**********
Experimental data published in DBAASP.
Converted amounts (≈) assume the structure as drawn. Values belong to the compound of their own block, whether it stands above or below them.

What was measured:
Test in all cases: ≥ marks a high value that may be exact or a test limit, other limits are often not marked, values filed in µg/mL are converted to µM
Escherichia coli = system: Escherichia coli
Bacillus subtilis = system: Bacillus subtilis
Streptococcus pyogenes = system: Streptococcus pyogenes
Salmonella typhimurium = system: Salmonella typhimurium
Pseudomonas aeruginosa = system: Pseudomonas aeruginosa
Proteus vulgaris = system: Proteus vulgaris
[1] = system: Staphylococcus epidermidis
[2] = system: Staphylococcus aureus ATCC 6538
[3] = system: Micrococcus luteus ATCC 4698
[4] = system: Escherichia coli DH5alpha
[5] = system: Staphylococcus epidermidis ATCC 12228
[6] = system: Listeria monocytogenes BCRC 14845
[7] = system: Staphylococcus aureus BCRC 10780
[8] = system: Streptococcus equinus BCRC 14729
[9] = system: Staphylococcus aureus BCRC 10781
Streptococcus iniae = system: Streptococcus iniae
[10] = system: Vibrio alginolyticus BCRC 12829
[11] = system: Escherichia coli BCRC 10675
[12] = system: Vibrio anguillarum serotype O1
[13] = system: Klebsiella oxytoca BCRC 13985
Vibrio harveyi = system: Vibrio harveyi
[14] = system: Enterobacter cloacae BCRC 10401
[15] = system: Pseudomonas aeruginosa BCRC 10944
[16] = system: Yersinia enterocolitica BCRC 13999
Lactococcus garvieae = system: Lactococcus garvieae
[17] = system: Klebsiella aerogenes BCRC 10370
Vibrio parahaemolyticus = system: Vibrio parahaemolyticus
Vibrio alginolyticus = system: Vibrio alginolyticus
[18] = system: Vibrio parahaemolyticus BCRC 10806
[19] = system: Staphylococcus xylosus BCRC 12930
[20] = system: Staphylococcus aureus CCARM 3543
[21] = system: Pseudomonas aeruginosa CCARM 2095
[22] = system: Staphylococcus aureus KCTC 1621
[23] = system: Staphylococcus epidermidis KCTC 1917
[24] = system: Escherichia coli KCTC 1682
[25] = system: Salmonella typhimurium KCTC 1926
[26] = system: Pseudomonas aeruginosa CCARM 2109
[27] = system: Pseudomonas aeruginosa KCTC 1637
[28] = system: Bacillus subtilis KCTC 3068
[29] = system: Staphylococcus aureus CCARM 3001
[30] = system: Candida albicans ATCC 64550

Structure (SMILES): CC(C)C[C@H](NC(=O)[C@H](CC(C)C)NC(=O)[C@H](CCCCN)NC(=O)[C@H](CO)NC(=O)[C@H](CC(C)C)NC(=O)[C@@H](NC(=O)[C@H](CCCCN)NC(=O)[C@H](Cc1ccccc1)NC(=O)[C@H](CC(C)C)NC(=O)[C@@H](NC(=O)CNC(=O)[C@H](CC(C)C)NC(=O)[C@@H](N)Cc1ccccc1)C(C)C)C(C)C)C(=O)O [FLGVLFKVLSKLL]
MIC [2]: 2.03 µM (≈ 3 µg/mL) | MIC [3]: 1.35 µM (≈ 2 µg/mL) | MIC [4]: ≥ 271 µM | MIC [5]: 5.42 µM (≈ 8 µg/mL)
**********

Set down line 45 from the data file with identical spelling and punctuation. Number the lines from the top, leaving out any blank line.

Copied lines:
[30] = system: Candida albicans ATCC 64550